Domino’s turns Pizza Checker AI into workplace surveillance tool

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Domino’s turns Pizza Checker AI into workplace surveillance tool

To augment less profitable franchisees.

Australian pizza empire Domino’s might tout its AI driven “pizza checker” as a big win for customers, but on the floor of the kitchen the device that scans toppings and matches them to orders has become a powerful surveillance tool to keep staff and product on spec.

After a rough start out of the gates thanks to teething issues, Domino’s on Thursday revealed progress on deploying the mighty food scanner which is being pushed to investors as a major competitive edge over junk food rivals in terms of efficiency and consistency.

Having spent more than a year talking-up the product enhancing potential of the Pizza Checker, Domino’s on Thursday updated impatient shareholders on the rollout and performance of the device, including how it’s being used to assist underperforming franchisees.

In a 91 slide deck delivered at Domino’s investor day, chief executive Don Meij and Australian head Nick Knight revealed the automated checker was now being used for “franchisee and operations team alignment” with the head office now “incorporating pizza checker for ‘scorecard’ bonus system”.

However company insists the technology isn't being used as a basis to select or initiate store buybacks, telling iTnews that neither franchise profitability nor pizza quality data was not a factor in such discussions.

"It’s crucial that we are clear DOM Pizza Checker is a tool used to train our team members and improve the quality and consistency of our pizzas, not to punish those who make mistakes," a spokesperson for Domino's said.

"We know that in a busy store environment, mistakes can happen. DOM Pizza Checker was created to work alongside our team members, helping them make and bake pizzas to perfection even in busy periods."

However the Pizza Checker does send data back to a central data lake, the spokesperson confirmed.

In the investor presentation, the quick service giant also revealed it has “incorporated” Pizza Checker into its “OER process” (operations evaluation report xls ) which reports performance on food output back to head office, a development that means pizza master control can track production levels and quality remotely.

There’s clearly a focus on prodding what Domino’s classes as underperformers too, with the deck revealing the integration of Pizza Checker into OER is “focused on stores with below average pizza quality”.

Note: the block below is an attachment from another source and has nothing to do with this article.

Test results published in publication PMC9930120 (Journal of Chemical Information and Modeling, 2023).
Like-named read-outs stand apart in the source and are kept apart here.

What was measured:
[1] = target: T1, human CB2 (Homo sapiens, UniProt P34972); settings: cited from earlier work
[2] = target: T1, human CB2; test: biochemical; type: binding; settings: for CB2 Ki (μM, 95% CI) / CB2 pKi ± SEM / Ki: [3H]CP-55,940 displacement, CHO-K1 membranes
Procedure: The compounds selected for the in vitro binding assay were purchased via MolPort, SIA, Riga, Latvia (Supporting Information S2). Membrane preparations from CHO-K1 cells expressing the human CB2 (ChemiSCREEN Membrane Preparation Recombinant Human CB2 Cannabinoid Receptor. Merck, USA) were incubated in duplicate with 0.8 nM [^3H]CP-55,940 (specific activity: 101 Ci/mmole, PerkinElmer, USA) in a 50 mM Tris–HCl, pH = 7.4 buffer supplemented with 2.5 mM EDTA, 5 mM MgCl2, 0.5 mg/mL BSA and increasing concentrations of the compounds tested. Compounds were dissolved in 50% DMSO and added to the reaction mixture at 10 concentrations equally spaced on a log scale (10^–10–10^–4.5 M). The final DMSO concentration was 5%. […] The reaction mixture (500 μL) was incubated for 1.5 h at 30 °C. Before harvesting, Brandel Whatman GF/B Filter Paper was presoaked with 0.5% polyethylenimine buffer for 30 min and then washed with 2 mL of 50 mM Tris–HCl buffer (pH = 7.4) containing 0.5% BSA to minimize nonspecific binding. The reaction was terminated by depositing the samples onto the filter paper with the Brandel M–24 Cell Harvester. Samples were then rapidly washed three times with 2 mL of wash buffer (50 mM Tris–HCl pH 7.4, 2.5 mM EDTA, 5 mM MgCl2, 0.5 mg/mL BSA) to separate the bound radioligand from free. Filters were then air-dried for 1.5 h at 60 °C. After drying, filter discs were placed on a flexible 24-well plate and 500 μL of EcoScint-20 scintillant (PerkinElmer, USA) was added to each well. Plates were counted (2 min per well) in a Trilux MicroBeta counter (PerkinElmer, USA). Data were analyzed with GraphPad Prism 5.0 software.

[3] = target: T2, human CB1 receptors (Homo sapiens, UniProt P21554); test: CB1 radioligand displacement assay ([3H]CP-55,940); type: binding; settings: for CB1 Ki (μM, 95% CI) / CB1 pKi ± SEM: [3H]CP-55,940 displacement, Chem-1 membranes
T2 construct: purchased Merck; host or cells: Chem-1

Domino’s told investors it’s also using Pizza Checker in “identifying stores with poor customer outcomes”. It seems there's always room for continuous improvement.

“Like any new technology, there are always early and late adopters," Domino's spokesperson told iTnews.

"As more and more of our stores embrace DOM Pizza Checker, the product quality scores across our network continue to rise. We’ve already seen an increase in product quality scores of more than 15 per cent (as rated by customers) since launch."

That said, the franchisor revealed it in its presentation that it is using a “fortressing” strategy – which it again insists is a separate initiative to Pizza Checker – to buy back underperforming stores and then fixing and flipping them so that increased profitability flows into increased royalties and revenues.

And there are more technology-driven workplace enhancements on the way thanks to the great pizza panopticon.

Domino’s said a second iteration of grading software is en route, though didn’t specify a delivery time. The big leap forward, apparently, is that the AI will now be able to recognise different pizza crusts, a feat apparently too complex for version one.

Team members will also be “empowered” by having the Pizza Checker scores displayed “as a live feed on the makeline” – an enhancement to existing functionally that sounds an alarm to order a “remake” before pizzas hit the oven.

But there are still clearly residual teething problems affecting Pizza Checker’s ability to focus on the task at hand.

Domino’s said it plans to increase the percentage of “pizzas matched to orders and reduce incorrect matching and partial matching”.

Like franchisees, the AI is on a leaning curve.

"As is the nature of artificial intelligence, this technology will only continue to learn, improve and develop on the job, and we look forward to continuing to deliver a world-class experience for customers.”

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